Tom Cox: To ask the Secretary of State for Education and Skills how many entrants has there been to higher education establishments from schools within the London borough of Wandsworth in each of the last three years. [211059]

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Dr. Howells: The available information is taken from the Universities and Colleges Admissions Service (UCAS) and covers 18-year-old applicants accepted through UCAS to full-time first degree and HMD courses. Figures for Wandsworth are given in the table.
18-year-old applicants, domiciled in Wandsworth LEA, accepted through the Universities and Colleges Admissions Service (UCAS) onto full-time undergraduate courses at UK HE institutions

Year of entryAccepted applicants

Universities and Colleges Admissions Service (UCAS)

International Students

Mr. Rendel: To ask the Secretary of State for Education and Skills what assessment she has made of the effect on the UK's ability to recruit international students by increased charges for visa extensions as proposed by the Home Office. [213308]

Dr. Howells: In September 2004 a joint project team—comprising representatives from the Department for Education and Skills, the Home Office and the British Council—was asked to improve the evidence base around international students, and to undertake an assessment of the likely impact of increased leave to remain fees to attract more international students to the UK.

The outcomes of this work will be made available, alongside a regulatory impact assessment for the education sector, when the Government announce their response to the Home Office Consultation on Review of Charges for Immigration Applications".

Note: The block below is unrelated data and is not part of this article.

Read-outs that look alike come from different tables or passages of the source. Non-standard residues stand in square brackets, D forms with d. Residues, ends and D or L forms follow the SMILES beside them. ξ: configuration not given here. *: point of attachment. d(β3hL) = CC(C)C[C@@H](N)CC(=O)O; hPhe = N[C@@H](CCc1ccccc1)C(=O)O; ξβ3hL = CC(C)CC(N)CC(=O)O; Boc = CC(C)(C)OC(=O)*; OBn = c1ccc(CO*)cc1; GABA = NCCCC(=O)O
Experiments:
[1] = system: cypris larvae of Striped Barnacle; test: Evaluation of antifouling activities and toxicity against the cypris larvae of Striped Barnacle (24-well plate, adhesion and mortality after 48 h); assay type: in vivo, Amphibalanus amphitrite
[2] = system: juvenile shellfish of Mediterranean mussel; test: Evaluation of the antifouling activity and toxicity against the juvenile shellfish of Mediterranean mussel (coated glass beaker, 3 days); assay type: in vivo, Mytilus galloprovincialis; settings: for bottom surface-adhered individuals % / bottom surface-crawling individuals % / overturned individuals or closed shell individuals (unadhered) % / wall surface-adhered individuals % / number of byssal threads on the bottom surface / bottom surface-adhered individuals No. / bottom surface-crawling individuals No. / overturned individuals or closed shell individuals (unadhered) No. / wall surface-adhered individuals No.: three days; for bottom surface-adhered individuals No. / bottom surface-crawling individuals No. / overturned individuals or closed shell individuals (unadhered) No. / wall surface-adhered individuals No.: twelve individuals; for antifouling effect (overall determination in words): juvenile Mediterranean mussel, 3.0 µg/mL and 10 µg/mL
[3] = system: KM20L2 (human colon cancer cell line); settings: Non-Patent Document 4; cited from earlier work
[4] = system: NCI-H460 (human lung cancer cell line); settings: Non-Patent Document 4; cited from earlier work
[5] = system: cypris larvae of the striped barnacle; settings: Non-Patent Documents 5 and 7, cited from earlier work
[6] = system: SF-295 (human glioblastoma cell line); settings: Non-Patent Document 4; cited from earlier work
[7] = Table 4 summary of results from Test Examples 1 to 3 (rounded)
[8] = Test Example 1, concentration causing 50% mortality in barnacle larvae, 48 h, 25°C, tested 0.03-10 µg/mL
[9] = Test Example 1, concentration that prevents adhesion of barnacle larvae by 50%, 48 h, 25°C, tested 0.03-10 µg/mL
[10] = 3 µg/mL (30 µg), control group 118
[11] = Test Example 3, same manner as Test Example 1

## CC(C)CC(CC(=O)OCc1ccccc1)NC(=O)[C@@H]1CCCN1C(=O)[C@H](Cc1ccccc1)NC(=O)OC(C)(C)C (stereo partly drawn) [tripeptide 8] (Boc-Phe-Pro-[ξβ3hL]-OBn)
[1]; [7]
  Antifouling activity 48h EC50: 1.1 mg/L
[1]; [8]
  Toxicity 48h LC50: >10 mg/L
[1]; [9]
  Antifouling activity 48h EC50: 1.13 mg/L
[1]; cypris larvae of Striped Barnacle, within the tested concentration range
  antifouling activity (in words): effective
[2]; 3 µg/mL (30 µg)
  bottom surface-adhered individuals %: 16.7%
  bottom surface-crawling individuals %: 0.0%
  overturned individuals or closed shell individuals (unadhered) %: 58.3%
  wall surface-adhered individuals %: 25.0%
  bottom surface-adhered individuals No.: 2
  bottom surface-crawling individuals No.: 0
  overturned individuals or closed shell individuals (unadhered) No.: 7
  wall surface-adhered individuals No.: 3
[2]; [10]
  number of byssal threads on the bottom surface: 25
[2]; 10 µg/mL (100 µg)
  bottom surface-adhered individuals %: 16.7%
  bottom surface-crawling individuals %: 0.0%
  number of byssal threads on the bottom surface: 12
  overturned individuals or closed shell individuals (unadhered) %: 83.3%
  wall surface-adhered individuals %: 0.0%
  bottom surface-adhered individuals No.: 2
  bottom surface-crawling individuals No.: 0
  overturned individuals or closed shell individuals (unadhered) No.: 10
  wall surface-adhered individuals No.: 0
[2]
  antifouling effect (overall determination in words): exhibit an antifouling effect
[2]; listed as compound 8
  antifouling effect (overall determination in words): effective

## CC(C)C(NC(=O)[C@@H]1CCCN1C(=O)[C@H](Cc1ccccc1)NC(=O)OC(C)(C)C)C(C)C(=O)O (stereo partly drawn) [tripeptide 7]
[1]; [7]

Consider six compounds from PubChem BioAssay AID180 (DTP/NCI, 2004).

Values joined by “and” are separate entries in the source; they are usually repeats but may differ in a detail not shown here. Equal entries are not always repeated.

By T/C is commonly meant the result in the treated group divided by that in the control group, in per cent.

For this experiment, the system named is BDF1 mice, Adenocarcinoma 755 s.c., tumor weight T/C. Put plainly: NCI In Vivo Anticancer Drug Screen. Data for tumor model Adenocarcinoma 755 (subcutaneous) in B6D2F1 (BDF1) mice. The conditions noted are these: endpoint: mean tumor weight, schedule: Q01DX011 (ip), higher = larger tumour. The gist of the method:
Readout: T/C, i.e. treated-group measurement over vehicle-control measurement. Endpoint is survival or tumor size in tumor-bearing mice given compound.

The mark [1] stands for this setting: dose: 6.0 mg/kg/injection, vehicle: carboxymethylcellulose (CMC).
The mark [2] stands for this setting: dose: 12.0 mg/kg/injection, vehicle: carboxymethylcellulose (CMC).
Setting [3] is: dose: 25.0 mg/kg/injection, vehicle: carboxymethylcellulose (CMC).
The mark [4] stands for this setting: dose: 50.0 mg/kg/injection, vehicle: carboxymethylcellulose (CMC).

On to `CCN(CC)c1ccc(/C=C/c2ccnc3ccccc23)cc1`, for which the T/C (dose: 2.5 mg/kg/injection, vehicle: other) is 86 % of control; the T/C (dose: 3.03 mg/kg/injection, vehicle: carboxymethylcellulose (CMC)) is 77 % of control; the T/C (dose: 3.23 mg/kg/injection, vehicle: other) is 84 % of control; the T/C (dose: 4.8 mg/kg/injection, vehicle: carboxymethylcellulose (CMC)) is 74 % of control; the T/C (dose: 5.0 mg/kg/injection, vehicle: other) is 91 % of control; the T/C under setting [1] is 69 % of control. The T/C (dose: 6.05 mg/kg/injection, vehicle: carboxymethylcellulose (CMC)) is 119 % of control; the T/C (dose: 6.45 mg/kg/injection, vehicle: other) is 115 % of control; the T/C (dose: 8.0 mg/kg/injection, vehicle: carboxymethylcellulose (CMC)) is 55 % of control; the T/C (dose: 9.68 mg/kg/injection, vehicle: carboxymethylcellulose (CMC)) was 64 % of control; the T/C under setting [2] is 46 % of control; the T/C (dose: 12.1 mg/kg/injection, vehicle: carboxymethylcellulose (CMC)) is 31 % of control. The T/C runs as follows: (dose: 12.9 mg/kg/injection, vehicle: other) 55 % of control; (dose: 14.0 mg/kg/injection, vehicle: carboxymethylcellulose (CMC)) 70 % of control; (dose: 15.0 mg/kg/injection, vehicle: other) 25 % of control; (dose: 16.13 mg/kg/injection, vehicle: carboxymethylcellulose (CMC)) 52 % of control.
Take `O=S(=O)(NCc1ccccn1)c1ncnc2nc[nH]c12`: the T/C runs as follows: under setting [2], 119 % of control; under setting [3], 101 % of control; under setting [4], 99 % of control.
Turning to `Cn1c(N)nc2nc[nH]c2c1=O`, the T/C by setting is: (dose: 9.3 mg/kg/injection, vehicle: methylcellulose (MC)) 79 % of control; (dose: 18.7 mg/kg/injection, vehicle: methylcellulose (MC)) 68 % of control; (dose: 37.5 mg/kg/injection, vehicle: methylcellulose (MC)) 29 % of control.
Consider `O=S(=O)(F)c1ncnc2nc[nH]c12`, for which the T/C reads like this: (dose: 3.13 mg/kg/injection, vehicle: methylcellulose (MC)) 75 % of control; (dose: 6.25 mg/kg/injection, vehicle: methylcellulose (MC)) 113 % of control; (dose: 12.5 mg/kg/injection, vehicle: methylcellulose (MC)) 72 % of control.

Mr. Rendel: To ask the Secretary of State for Education and Skills what plans she has to increase the attractiveness of studying in the UK to international students. [213309]

Dr. Howells: We recognise the importance of international students to the UK and this is reflected in the DfES International Strategy. We are considering a range of options for the future recruitment of international students in consultation with our funding partners and other stakeholders.


Mr. Laws: To ask the Secretary of State for Education and Skills what the total expenditure by her Department on (a) advertising and (b) advertising and publicity was in (i) 1996–97, (ii) 1997–98 and (iii) 2003–04; and what the estimate of cost of each will be in (A) 2004–05, (B)2005–06, (C) 2006–07 and (D) 2007–08. [211674]

Derek Twigg: Expenditure on the Department's central advertising and publicity budget is set out as follows.

In addition to expenditure from this central budget, expenditure from budgets allocated to individual programmes will also include spend on publicity related
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activity. It is not possible, except at disproportionate cost, to separately identify all such publicity related expenditure.

It is, however, possible to identify separately the Department's total expenditure on advertising, and this is set out as follows.
Advertising and publicity budget


(4)The figure for 2004–05 is the estimate of expenditure for the current financial year.

Total departmental spend on advertising


n/a = costs not available at this point.
(5)These figures include spend on advertising from the central advertising and publicity budget.

Financial information for years beyond 2004–05 is yet to be formally agreed.